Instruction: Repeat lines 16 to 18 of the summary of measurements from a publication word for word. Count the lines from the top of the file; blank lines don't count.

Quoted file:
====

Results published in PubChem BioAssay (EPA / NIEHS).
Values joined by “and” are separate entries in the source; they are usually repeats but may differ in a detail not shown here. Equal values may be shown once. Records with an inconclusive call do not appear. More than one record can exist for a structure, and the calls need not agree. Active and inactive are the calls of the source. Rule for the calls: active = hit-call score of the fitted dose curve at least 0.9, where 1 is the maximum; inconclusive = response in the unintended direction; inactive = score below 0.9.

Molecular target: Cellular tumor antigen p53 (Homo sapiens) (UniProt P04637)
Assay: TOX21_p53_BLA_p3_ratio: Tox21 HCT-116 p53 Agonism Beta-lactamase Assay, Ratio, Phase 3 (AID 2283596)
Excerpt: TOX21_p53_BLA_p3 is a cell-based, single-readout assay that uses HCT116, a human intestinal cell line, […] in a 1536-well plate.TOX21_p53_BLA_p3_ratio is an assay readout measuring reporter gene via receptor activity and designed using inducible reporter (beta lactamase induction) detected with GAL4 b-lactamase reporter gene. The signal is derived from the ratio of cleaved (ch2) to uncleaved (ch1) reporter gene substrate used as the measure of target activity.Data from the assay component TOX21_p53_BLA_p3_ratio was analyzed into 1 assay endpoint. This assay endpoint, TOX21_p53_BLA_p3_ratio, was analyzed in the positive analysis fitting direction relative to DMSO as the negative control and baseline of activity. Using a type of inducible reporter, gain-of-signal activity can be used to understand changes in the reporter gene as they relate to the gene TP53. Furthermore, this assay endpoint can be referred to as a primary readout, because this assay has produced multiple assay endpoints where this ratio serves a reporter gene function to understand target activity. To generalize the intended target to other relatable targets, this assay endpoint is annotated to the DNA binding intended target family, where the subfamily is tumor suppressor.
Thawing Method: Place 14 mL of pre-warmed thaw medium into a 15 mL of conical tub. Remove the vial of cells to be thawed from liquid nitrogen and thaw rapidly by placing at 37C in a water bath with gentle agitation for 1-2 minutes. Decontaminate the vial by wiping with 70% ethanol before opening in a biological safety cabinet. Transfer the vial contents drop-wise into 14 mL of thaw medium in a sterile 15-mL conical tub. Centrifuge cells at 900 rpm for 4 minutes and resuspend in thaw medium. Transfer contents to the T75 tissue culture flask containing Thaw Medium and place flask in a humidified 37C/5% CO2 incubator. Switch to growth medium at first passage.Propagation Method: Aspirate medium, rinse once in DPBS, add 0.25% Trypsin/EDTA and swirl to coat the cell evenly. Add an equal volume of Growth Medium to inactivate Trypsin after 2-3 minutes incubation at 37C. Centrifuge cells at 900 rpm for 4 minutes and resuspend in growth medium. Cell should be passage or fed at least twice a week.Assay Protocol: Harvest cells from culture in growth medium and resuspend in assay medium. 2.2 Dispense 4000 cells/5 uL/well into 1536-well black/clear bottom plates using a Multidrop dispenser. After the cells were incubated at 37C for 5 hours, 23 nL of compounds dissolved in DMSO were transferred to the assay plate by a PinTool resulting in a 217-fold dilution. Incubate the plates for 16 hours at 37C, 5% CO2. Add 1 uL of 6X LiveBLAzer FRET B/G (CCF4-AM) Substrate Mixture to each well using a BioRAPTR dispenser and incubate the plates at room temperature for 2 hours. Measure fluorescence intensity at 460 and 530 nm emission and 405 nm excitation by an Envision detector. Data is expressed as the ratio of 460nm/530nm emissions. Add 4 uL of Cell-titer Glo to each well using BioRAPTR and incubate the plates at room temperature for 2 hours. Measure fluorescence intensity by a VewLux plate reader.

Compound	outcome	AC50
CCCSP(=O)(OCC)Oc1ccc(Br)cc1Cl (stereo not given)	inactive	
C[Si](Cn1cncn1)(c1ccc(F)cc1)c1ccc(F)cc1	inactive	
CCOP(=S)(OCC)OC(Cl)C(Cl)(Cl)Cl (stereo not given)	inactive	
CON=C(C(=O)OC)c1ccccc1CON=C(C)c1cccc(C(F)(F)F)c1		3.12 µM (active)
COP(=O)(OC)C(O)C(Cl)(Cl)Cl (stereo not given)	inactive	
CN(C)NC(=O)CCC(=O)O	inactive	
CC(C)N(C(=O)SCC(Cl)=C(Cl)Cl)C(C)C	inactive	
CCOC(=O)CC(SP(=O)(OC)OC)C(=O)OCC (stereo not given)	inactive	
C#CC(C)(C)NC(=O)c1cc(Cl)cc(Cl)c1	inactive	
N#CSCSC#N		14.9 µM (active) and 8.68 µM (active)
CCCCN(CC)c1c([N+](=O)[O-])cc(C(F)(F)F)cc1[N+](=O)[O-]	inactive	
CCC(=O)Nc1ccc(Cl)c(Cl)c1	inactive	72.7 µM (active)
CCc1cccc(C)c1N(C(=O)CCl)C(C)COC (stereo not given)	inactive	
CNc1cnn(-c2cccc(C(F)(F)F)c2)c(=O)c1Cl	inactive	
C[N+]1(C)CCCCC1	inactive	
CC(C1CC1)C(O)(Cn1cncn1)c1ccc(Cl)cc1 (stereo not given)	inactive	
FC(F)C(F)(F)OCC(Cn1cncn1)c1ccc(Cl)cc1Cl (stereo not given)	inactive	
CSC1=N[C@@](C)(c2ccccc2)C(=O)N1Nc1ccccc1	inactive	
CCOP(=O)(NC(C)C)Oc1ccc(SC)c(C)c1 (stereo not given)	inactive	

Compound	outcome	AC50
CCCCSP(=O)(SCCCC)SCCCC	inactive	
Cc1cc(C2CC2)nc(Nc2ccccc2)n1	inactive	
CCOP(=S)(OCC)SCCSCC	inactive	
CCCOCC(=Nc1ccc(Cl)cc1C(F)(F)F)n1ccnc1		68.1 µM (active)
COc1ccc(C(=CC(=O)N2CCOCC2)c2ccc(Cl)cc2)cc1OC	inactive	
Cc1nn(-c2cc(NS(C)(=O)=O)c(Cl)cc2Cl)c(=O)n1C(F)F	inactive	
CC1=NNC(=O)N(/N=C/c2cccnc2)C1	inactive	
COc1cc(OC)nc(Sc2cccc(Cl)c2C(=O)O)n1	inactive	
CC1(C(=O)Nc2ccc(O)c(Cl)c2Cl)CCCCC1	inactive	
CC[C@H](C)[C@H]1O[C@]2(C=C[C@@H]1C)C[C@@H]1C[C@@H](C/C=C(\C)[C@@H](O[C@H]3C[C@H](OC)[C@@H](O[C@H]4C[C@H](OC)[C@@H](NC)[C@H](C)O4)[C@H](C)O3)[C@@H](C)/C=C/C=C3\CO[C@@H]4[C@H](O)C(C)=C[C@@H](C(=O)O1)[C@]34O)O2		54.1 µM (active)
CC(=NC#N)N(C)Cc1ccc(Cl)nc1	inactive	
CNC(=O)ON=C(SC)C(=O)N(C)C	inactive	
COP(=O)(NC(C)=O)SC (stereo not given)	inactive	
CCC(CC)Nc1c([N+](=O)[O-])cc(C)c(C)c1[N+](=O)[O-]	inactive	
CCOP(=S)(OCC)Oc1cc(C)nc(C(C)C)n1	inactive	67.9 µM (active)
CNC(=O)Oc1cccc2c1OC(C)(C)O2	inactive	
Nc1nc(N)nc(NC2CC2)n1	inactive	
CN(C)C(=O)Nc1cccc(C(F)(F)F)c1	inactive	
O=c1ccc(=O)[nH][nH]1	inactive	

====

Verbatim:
C#CC(C)(C)NC(=O)c1cc(Cl)cc(Cl)c1	inactive	
N#CSCSC#N		14.9 µM (active) and 8.68 µM (active)
CCCCN(CC)c1c([N+](=O)[O-])cc(C(F)(F)F)cc1[N+](=O)[O-]	inactive	